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Hanging Laundry to Dry

Updated on February 11, 2007

One of the ways we have saved money over the years is by hanging our laundry up to dry instead of using the dryer. I figured it out one time and using my dryer cost me about $.75 for each load. I wash one load of laundry each day at a minimum. A couple of days a week I wash two loads. At a minimum I am saving $5.25 each week or $273 per year. $273 is a lot of money to me. This makes it well worth my time and effort in doing this.

Over the years I have purchased two drying racksthat stand up by themselves and one collapsible rack that was attached to the wall in our old house. The rack that attached to the wall I used to hang things that belonged in the kitchen (my laundry room was on the first floor), such as rags, cloth napkins and kitchen towels. I also used this to dry wet gloves and hats on in the winter and bathing suits in the summer.

The stand alone drying racks we have in our spare room upstairs. These two racks can hold one load of laundry. I also have a bar across my bathtub that I hang clothes on right on the hangers. Some of the clothes I have purchased for my children came with pants hangers that have the clips to hold the clothes on. I use these to hang up their pants, especially jeans that take longer to dry. I do the same thing with adult jeans. I also use the heavy plastic hangers to hang up sweatshirts. The heavier items dry quicker if they are hanging up on this bar.

The key to having the clothes dry quickly is to make sure that air can circulate through the clothing. If items are touching it will take longer to dry. With the drying racks the clothes are usually folded over the bar so that the insides touch. This will cause them to take longer to dry. When we lived in CO, a very dry climate, all of our clothes dried in about eight to ten hours. The wet clothes added much needed moisture in the air as well.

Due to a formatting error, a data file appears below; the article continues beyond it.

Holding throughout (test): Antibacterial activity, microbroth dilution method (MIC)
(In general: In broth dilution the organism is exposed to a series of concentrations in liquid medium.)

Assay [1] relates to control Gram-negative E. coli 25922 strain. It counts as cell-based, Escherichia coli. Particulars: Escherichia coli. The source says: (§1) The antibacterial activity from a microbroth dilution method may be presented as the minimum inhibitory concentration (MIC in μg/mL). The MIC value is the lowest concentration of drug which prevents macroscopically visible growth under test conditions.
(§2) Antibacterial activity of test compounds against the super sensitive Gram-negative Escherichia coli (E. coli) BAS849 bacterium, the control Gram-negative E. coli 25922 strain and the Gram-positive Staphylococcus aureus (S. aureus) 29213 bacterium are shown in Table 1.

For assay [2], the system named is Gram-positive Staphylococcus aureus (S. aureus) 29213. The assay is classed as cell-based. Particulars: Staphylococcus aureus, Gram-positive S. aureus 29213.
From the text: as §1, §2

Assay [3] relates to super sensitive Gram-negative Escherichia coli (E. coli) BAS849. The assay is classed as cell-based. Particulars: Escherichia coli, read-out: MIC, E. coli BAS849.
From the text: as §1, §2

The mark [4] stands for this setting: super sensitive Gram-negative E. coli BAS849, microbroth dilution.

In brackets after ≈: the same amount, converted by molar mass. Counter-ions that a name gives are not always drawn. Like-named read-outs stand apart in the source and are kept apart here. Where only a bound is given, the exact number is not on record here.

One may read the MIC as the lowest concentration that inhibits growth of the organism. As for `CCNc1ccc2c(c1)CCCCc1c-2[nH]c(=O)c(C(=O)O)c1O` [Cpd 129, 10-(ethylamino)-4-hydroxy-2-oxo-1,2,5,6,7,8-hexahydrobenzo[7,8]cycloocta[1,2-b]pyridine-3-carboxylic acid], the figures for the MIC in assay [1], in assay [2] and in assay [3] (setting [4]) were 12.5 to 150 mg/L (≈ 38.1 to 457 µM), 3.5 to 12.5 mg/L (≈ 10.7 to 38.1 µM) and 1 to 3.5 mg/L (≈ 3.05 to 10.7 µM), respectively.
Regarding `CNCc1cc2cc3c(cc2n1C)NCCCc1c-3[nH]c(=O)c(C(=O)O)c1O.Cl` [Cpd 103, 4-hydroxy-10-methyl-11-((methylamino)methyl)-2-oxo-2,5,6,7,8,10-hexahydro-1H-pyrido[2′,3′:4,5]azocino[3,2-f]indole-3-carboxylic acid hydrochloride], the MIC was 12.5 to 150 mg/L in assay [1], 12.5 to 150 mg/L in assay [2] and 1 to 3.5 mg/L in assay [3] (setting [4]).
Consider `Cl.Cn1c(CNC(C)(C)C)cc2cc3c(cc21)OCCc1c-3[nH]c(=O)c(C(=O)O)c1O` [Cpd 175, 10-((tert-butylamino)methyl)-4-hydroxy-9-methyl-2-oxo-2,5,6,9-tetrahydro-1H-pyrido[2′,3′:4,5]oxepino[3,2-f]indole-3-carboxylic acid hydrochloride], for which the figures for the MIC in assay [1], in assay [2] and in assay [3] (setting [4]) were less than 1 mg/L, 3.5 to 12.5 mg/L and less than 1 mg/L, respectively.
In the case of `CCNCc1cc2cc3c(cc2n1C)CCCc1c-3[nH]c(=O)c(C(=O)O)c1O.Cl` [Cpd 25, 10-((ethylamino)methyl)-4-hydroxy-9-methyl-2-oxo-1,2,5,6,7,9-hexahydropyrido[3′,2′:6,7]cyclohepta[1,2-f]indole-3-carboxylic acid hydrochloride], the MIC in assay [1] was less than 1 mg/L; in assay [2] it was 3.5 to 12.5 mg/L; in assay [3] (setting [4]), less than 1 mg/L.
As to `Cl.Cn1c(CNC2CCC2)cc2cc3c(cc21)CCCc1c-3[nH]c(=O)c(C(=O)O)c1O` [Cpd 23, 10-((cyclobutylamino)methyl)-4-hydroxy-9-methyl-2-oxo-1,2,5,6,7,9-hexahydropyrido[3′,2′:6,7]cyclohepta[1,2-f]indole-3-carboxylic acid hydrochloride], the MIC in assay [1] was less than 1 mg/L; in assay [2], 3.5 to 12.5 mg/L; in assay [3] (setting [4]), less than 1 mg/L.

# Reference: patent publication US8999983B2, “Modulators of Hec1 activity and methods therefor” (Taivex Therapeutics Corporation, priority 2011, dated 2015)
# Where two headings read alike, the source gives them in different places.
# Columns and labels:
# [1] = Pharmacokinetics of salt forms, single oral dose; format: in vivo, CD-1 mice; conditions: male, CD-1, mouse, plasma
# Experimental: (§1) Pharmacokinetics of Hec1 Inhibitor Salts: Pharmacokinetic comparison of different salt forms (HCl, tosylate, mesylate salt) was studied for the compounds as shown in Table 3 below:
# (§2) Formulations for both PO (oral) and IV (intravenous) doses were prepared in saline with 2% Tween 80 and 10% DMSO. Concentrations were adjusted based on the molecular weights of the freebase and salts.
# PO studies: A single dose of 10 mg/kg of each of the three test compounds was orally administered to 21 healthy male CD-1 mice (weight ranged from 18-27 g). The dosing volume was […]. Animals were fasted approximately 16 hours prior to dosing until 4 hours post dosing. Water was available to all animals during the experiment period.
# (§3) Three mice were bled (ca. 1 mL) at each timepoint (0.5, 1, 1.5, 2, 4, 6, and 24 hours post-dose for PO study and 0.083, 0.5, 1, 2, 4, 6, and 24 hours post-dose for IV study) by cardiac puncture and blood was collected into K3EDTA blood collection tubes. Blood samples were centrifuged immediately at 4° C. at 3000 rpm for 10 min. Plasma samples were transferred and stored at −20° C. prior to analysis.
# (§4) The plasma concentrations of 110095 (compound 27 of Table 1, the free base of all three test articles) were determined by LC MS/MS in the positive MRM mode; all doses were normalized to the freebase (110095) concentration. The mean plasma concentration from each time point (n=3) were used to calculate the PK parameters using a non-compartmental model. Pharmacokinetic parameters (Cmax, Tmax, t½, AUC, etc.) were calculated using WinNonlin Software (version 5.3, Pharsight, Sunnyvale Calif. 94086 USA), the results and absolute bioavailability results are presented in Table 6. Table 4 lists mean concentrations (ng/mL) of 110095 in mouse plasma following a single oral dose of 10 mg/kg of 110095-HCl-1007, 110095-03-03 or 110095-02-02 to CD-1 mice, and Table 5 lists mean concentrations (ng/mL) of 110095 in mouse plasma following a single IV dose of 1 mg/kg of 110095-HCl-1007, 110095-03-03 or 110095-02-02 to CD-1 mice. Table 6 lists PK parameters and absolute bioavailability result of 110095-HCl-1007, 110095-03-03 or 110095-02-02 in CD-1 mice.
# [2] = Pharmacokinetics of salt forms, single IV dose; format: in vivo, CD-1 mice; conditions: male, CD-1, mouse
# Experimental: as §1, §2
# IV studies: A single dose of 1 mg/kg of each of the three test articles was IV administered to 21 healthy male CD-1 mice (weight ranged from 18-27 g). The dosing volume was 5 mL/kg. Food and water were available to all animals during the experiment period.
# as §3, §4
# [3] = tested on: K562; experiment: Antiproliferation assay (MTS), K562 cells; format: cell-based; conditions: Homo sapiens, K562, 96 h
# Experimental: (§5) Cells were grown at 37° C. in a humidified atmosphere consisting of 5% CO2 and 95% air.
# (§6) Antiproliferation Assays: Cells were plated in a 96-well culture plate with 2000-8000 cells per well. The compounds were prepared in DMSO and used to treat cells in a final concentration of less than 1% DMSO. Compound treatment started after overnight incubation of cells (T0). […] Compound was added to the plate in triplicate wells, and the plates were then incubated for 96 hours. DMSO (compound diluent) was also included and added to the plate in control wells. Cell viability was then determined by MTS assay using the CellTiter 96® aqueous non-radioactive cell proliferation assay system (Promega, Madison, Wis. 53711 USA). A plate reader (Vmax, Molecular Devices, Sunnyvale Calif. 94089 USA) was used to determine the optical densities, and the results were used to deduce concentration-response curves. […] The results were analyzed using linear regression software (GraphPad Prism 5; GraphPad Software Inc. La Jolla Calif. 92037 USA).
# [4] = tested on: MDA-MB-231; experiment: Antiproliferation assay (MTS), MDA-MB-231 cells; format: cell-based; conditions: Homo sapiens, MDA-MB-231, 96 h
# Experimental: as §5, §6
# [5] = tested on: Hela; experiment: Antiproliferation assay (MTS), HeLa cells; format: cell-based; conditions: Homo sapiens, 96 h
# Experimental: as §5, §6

Now that we live in OH, a much more humid climate, it does take longer. About 24 hours to be exact. So basically I have to plan better and make sure that I do one load of laundry a day, because it takes a full day for it to dry. Flipping the clothes over half way through helps to speed the process. If you have a heat vent that you can place the rack over that will help as well.

All in all I spend about ten minutes each day either hanging laundry or flipping it over so that it will dry quicker. Ten minutes a day in order to save $5.25 a week or $273 each year. To me this is a great, easy and quick way to save money.


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    • shawna.wilson profile image

      shawna.wilson 9 years ago from Arizona

      When I hang clothes to dry, they end up feeling there a way to avoid that?

    • profile image

      Sheryl G. 9 years ago

      HI Jennifer!

      My dryer still tumbles by the heating element and the timer died.

      Well, I treated myself to several pairs of black jeans and several of indigo jeans. I washed the 2 piles separately in detergent and vinegar in my washer. Then threw them in the cold dryer to get rid of excess water. After an hour, I hung them up to dry. About 12 hours later. The black jeans turned out beautifully - I did not have to iron them! The blue jeans wrinkled and streaked dye while they hung to dry! They look ruined - too ugly to wear. This was the first washing for both. Are they ruined? I asked all my lady friends and they said that they had never heard of such a thing. Maybe the factory did not set the dye right.

      Please advise me on what to do as I am really getting into drying my clothes indoors. Most of my tops do not need an ironing! I like it!

      Thanks for all the information!


    • SatinJenni profile image

      SatinJenni 10 years ago from Burlington Ontario Canada

      At any given time, the laundry room in this house is found with clothing hanging to dry. Clothing lasts longer and is less likely to shrink. The cash savings is a definite bonus.

    • Marye Audet profile image

      Marye Audet 10 years ago from Lancaster, Texas

      and it smells so much better when it is hung to dry!